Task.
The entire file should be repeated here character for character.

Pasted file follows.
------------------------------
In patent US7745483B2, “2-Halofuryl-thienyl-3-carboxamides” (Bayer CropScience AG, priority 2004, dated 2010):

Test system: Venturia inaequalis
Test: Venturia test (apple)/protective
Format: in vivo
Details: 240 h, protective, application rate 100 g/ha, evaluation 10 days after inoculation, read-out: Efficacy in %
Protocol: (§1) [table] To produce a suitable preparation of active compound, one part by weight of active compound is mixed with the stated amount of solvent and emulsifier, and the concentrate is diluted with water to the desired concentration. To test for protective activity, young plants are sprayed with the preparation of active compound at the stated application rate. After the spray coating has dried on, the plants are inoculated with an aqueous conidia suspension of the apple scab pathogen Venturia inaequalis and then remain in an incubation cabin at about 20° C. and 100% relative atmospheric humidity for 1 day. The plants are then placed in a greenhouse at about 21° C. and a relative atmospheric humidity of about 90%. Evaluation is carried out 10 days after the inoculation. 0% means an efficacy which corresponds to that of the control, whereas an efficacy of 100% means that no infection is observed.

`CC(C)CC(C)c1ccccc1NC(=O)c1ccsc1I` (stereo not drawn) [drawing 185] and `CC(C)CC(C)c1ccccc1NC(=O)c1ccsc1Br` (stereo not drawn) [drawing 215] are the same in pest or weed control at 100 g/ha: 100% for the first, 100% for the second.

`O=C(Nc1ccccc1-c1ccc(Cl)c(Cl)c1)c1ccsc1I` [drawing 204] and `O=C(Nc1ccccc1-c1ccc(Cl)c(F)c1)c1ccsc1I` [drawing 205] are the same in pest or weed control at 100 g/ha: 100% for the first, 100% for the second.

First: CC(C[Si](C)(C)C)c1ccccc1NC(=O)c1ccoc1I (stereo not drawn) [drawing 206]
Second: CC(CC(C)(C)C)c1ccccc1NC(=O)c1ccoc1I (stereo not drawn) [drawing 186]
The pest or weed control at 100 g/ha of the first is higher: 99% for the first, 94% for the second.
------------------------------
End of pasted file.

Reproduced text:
In patent US7745483B2, “2-Halofuryl-thienyl-3-carboxamides” (Bayer CropScience AG, priority 2004, dated 2010):

Test system: Venturia inaequalis
Test: Venturia test (apple)/protective
Format: in vivo
Details: 240 h, protective, application rate 100 g/ha, evaluation 10 days after inoculation, read-out: Efficacy in %
Protocol: (§1) [table] To produce a suitable preparation of active compound, one part by weight of active compound is mixed with the stated amount of solvent and emulsifier, and the concentrate is diluted with water to the desired concentration. To test for protective activity, young plants are sprayed with the preparation of active compound at the stated application rate. After the spray coating has dried on, the plants are inoculated with an aqueous conidia suspension of the apple scab pathogen Venturia inaequalis and then remain in an incubation cabin at about 20° C. and 100% relative atmospheric humidity for 1 day. The plants are then placed in a greenhouse at about 21° C. and a relative atmospheric humidity of about 90%. Evaluation is carried out 10 days after the inoculation. 0% means an efficacy which corresponds to that of the control, whereas an efficacy of 100% means that no infection is observed.

`CC(C)CC(C)c1ccccc1NC(=O)c1ccsc1I` (stereo not drawn) [drawing 185] and `CC(C)CC(C)c1ccccc1NC(=O)c1ccsc1Br` (stereo not drawn) [drawing 215] are the same in pest or weed control at 100 g/ha: 100% for the first, 100% for the second.

`O=C(Nc1ccccc1-c1ccc(Cl)c(Cl)c1)c1ccsc1I` [drawing 204] and `O=C(Nc1ccccc1-c1ccc(Cl)c(F)c1)c1ccsc1I` [drawing 205] are the same in pest or weed control at 100 g/ha: 100% for the first, 100% for the second.

First: CC(C[Si](C)(C)C)c1ccccc1NC(=O)c1ccoc1I (stereo not drawn) [drawing 206]
Second: CC(CC(C)(C)C)c1ccccc1NC(=O)c1ccoc1I (stereo not drawn) [drawing 186]
The pest or weed control at 100 g/ha of the first is higher: 99% for the first, 94% for the second.